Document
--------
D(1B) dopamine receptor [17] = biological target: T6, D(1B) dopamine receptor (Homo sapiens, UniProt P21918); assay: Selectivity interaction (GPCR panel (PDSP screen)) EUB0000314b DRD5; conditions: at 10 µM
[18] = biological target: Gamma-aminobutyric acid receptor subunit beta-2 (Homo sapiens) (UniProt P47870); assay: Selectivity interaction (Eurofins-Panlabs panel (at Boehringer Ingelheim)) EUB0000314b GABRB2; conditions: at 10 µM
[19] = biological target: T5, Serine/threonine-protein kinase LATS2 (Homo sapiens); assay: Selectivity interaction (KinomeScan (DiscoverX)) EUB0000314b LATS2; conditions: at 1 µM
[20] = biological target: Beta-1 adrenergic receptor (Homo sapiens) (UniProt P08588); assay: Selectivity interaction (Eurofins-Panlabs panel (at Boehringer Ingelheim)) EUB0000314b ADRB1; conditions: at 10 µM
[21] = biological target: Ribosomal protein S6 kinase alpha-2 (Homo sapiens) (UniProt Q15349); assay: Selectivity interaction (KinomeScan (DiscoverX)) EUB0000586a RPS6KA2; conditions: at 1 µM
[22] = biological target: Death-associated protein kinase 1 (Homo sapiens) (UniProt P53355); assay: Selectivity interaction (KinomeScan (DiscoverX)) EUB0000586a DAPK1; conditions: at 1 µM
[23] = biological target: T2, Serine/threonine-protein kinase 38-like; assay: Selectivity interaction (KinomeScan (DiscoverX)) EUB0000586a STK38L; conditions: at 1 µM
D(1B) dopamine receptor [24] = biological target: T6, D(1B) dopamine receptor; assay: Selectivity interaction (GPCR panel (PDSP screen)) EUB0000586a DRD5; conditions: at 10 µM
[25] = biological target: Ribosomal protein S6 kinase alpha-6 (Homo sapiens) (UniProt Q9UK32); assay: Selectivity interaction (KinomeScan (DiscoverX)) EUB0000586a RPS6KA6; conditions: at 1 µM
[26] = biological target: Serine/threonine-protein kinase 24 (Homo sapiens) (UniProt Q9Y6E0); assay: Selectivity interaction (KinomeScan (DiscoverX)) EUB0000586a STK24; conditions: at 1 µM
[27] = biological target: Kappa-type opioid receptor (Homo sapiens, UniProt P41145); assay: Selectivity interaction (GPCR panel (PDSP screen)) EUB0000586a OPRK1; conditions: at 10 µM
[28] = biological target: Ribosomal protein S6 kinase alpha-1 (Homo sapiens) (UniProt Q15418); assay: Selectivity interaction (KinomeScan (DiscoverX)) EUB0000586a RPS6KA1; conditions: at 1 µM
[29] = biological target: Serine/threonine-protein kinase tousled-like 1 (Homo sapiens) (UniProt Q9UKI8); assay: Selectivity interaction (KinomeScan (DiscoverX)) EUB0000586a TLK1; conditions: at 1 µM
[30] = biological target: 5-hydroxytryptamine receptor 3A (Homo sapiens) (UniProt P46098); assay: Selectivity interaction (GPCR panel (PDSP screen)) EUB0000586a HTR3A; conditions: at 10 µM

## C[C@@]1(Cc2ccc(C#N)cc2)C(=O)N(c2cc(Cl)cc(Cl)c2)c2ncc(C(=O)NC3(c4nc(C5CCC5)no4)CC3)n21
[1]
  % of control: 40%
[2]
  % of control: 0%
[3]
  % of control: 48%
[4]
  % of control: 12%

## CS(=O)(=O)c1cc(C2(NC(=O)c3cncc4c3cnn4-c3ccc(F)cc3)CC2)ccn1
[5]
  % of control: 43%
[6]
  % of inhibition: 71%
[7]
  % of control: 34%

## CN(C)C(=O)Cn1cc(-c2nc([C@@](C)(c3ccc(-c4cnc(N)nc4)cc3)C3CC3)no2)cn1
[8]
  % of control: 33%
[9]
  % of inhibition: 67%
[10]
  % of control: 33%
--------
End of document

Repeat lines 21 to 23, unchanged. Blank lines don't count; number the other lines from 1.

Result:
  % of control: 48%
[4]
  % of control: 12%